Ireland is home to two UNESCO World Heritage Sites, Brú na Bóinne and Skellig Michael, both inscribed in the 1990’s. Given that we’re from Ireland and obsessed with UNESCO World Heritage Sites we’ve obviously been to both of the the UNESCO sites!
The 2 UNESCO World Heritage sites in Ireland
The UNESCO World Heritage Sites in Ireland and the year they were inscribed are:
- Brú na Bóinne (1993)
- Skellig Michael (1996)
Hover over the map for the names of the sites:
1 | Brú na Bóinne (1993)
The UNESCO World Heritage Site of Brú na Bóinne, ‘the palace of the Boyne’, in County Meath is a complex of Neolithic chamber tombs and standing stones which were built some 5,000 years ago, making them older than the pyramids. The passage tombs Newgrange, Knowth and Dowth show an understanding of science and astronomy and contain the largest collection of megalithic art in Western Eruope. Each year on the winter solstice in December the passage tomb at Newgrange aligns with the rising sun which spills morning light into the central tomb.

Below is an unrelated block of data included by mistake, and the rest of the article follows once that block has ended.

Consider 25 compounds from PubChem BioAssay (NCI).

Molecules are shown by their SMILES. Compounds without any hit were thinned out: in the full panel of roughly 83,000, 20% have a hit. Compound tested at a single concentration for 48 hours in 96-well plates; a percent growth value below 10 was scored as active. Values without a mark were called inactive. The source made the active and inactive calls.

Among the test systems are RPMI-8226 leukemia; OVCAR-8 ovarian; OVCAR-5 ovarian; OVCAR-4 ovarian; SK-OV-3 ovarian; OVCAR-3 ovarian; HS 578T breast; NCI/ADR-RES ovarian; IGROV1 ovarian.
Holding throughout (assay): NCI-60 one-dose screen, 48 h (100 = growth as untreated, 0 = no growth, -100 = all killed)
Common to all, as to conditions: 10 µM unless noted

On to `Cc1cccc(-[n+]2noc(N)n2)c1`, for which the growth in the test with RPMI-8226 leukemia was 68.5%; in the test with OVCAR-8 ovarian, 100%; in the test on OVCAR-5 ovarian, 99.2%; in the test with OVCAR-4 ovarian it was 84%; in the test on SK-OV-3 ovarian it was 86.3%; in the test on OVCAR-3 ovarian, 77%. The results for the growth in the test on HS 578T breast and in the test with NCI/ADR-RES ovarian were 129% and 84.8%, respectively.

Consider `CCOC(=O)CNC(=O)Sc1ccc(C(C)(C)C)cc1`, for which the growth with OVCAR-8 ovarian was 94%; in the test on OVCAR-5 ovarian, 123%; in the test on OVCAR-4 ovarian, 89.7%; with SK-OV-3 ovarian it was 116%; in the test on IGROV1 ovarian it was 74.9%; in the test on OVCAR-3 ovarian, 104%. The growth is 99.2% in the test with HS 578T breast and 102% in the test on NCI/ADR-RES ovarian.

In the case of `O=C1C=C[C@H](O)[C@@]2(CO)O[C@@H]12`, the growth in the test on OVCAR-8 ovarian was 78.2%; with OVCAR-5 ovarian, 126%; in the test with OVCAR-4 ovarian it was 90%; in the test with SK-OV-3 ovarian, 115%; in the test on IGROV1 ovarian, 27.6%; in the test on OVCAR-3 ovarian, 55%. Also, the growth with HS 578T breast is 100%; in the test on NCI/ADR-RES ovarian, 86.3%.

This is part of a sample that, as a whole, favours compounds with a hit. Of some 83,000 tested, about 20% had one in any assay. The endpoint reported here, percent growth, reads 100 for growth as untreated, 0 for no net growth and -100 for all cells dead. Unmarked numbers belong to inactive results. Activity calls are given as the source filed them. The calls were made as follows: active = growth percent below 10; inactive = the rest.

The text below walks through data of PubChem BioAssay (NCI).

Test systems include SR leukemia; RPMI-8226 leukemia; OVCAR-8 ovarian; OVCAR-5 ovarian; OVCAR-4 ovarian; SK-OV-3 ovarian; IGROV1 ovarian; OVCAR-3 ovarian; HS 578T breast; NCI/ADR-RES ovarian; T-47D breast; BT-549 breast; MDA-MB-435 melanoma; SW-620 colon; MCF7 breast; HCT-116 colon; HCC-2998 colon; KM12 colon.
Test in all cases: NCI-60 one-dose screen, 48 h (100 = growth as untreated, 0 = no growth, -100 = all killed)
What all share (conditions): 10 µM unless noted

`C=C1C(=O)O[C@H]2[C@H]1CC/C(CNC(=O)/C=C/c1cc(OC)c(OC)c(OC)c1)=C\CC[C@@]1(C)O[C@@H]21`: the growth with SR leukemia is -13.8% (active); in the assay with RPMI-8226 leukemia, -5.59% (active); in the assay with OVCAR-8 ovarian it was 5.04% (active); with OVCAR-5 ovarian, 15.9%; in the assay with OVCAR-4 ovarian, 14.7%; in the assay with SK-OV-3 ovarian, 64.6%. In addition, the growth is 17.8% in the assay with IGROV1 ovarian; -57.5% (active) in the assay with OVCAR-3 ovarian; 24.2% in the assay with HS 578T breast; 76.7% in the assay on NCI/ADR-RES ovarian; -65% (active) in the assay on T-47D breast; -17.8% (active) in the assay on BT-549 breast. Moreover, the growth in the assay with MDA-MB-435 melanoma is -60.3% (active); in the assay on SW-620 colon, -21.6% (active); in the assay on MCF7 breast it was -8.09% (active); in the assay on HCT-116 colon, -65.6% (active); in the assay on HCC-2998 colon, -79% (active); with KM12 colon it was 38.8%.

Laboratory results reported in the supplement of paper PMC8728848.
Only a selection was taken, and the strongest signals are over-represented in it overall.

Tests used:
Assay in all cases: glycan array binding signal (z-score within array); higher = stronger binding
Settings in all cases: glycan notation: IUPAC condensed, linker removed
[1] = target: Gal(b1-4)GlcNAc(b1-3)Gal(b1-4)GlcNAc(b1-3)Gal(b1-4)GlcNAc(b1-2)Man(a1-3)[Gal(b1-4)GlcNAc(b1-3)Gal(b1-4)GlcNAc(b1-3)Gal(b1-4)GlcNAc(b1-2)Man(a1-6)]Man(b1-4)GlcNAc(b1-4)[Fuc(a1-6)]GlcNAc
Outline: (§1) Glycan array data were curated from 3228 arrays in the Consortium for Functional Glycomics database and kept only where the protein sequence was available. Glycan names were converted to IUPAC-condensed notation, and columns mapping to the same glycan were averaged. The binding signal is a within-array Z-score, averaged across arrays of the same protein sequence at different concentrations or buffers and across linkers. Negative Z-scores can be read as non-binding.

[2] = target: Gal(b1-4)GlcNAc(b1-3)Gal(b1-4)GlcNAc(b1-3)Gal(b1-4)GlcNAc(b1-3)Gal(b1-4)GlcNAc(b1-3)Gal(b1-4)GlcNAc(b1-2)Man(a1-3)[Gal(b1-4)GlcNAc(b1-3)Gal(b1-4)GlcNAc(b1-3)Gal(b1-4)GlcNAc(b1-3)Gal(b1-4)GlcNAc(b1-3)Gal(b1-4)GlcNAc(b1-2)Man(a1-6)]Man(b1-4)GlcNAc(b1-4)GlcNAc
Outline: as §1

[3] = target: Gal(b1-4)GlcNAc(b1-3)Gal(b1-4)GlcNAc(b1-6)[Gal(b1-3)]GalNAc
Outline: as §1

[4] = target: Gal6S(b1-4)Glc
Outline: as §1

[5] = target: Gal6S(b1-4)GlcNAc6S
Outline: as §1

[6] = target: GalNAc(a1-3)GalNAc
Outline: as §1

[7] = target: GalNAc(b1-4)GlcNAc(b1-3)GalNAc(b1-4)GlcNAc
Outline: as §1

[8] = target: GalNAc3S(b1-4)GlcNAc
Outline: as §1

Brú na Bóinne is easily reached as a day trip from Dublin: when visiting Newgrange make sure to check out the other passage tombs of Knowth and Dowth which are less well known.
2 | Skellig Michael (1996)
Skellig Michael is one of the most beautiful and unique UNESCO World Heritage Sites we’ve visited. Located off the coast of Co. Kerry in southwest Ireland and accessed by small boat, Skellig Michael is the biggest of the Skellig Rocks, two towering sea crags rising from the Atlantic Ocean. The island was home to a small group of monks keen to distance themselves from civilisation and a Gaelic Christian monastery operated for over 600 years from the 7th century. The iconic island rock, jutting out of the Atlantic ocean is visible from the mainland and the beehive huts which formed part of the monastery are still intact on top of the island.
Skellig Michael has been growing in popularity due to its feature in the recent Star Wars movies: you can see it in the final scene of Star Wars: The Force Awakens.